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3ngrishsensei
May 11th, 2010, 11:19
Let's swap ideas / share feedback.
Post your elementary lessons (for any grade) here.
They don't need to be glorious or super original. Just share.
Some of mine are coming soon (working on typing them up)....

3ngrishsensei
May 11th, 2010, 11:38
Grade level: 4
Duration: 45 minutes
Topic: Asking and expressing feelings

Objectives:


Students will recall and state words to represent feelings (happy, hungry, sad, etc.) when presented with picture cards depicting these feelings.
Students will be able to clearly state the question “How are you?”, and, when asked by the teacher or another student, respond “I am (appropriate emotion here)”.


Materials:


Several large picture cards that represent feelings (ex: happy, sad, hungry, angry, tired, sleepy, cold, hot, sick, etc.)
Smaller karuta sets of cards with the same images (as above). Number of sets needed depends on class size. [optional]
A picture book: How are you? (I used one left by my predecessors that I think was taken from this site: How are you? (http://genkienglish.net/howRU.htm) . However, it can be made by hand by creating pictures of a person who is tired, followed by a picture of a bed, then a picture of a person who is hungry, followed by food, etc. The story lines repeated on each page are How are you? I’m _____. / Here is a ____. Thank you. Any variation of this, with repetition, would do. If you create your own you can use the feelings/nouns you like)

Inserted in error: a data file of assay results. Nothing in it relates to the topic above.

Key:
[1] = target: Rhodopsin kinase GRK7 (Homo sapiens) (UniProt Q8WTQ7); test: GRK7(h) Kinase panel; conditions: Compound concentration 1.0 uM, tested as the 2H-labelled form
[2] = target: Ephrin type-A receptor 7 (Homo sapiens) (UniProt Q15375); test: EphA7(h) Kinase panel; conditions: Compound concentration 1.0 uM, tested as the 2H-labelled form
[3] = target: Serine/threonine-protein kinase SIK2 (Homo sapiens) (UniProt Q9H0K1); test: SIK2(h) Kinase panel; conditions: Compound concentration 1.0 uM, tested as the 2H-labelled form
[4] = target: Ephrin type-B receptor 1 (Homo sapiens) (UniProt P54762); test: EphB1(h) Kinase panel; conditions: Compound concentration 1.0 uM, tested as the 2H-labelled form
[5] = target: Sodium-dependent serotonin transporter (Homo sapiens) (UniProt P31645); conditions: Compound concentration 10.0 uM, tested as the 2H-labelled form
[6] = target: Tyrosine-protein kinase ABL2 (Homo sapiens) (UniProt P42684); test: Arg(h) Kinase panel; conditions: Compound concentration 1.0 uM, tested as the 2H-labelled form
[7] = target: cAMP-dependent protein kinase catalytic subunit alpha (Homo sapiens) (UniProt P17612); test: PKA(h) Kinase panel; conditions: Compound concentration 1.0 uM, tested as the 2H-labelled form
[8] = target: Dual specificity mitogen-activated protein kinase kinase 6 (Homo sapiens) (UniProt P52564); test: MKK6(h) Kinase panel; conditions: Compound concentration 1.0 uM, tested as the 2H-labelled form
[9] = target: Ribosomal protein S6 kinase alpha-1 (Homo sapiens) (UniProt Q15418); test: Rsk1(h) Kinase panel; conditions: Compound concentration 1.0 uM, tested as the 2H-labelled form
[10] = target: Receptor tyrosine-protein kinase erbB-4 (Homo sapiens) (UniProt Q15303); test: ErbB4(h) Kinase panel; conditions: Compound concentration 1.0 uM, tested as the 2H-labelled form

Procedure:
1) Teach the “Hello teacher” song by having students first listen, then sing together; gestures encouraged:
(to the melody of Frere Jacques/ Are you sleeping? - ideas from a common nursery school song, often modified)

Hello Teacher!
Hello Teacher!
How are you?
How are you?
How are you? How are you?
How are you? How are you?
I am happy !
I am happy !

2) Sing the song a second run through with the students, at a faster pace. Have students stand, if you like.
3) Now, sing the song once more with the students, but this time pause after I am … and hold up a feeling picture card (ex: hungry). Students may not know it, so clearly state the word, and have students try it in the next line of the song.
4) Repeat step 3, holding up a different card each time, until students seem to get the hang of it.
5) After all the cards have been used in the song, quicken the pace of the song and run through all cards again. [optional]
6) Have students sit down. Demonstrate the way “How are you” and “I am _” is exchanged and a question and answer between two people (use the JTE or a student for this).
7) Ask the class “How are you?” and hold up a picture card signifying how they should answer (all together). Run through each picture card at least once this way.